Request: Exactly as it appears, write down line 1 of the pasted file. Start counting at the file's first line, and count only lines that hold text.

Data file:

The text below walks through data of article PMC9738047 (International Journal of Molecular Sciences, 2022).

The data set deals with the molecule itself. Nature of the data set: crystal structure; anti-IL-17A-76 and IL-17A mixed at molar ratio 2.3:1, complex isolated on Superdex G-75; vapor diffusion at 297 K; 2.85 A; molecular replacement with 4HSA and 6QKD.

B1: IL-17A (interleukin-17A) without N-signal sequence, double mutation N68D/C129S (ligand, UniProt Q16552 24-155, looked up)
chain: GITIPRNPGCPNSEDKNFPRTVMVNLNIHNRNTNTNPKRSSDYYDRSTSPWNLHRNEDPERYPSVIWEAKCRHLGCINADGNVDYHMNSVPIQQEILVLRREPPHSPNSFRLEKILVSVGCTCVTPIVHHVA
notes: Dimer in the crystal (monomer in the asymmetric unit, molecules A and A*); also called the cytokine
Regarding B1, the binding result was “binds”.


The text below walks through data of article PMC9738047 (International Journal of Molecular Sciences, 2022).